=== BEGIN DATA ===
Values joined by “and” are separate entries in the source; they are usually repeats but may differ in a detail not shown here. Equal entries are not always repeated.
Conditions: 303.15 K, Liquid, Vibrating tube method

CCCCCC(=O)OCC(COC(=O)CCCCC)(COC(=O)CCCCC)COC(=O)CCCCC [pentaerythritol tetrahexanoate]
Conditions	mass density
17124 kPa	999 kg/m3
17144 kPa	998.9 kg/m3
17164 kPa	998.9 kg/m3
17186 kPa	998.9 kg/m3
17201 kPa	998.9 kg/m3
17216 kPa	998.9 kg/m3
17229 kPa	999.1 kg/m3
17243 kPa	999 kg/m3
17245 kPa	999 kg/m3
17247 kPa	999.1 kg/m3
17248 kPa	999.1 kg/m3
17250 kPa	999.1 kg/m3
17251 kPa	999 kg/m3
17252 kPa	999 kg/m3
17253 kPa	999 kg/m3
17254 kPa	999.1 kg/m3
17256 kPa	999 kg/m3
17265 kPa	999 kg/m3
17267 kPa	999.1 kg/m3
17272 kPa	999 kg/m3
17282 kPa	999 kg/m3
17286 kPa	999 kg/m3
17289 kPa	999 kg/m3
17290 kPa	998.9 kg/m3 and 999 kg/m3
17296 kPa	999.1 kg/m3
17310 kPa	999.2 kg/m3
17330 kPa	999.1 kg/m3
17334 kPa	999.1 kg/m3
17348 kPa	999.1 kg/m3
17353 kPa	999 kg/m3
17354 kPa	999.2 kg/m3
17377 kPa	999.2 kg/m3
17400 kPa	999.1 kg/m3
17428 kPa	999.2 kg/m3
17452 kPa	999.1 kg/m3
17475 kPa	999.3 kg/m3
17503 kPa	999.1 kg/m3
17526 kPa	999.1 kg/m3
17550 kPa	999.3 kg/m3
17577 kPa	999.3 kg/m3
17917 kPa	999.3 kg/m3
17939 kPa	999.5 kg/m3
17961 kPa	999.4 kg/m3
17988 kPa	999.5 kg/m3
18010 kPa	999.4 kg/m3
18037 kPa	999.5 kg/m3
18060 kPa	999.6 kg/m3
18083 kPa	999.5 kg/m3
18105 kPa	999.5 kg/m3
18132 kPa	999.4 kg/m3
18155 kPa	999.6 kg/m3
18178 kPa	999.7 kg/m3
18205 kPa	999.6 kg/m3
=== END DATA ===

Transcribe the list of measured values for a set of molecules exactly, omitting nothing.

Values joined by “and” are separate entries in the source; they are usually repeats but may differ in a detail not shown here. Equal entries are not always repeated.
Conditions: 303.15 K, Liquid, Vibrating tube method

CCCCCC(=O)OCC(COC(=O)CCCCC)(COC(=O)CCCCC)COC(=O)CCCCC [pentaerythritol tetrahexanoate]
Conditions	mass density
17124 kPa	999 kg/m3
17144 kPa	998.9 kg/m3
17164 kPa	998.9 kg/m3
17186 kPa	998.9 kg/m3
17201 kPa	998.9 kg/m3
17216 kPa	998.9 kg/m3
17229 kPa	999.1 kg/m3
17243 kPa	999 kg/m3
17245 kPa	999 kg/m3
17247 kPa	999.1 kg/m3
17248 kPa	999.1 kg/m3
17250 kPa	999.1 kg/m3
17251 kPa	999 kg/m3
17252 kPa	999 kg/m3
17253 kPa	999 kg/m3
17254 kPa	999.1 kg/m3
17256 kPa	999 kg/m3
17265 kPa	999 kg/m3
17267 kPa	999.1 kg/m3
17272 kPa	999 kg/m3
17282 kPa	999 kg/m3
17286 kPa	999 kg/m3
17289 kPa	999 kg/m3
17290 kPa	998.9 kg/m3 and 999 kg/m3
17296 kPa	999.1 kg/m3
17310 kPa	999.2 kg/m3
17330 kPa	999.1 kg/m3
17334 kPa	999.1 kg/m3
17348 kPa	999.1 kg/m3
17353 kPa	999 kg/m3
17354 kPa	999.2 kg/m3
17377 kPa	999.2 kg/m3
17400 kPa	999.1 kg/m3
17428 kPa	999.2 kg/m3
17452 kPa	999.1 kg/m3
17475 kPa	999.3 kg/m3
17503 kPa	999.1 kg/m3
17526 kPa	999.1 kg/m3
17550 kPa	999.3 kg/m3
17577 kPa	999.3 kg/m3
17917 kPa	999.3 kg/m3
17939 kPa	999.5 kg/m3
17961 kPa	999.4 kg/m3
17988 kPa	999.5 kg/m3
18010 kPa	999.4 kg/m3
18037 kPa	999.5 kg/m3
18060 kPa	999.6 kg/m3
18083 kPa	999.5 kg/m3
18105 kPa	999.5 kg/m3
18132 kPa	999.4 kg/m3
18155 kPa	999.6 kg/m3
18178 kPa	999.7 kg/m3
18205 kPa	999.6 kg/m3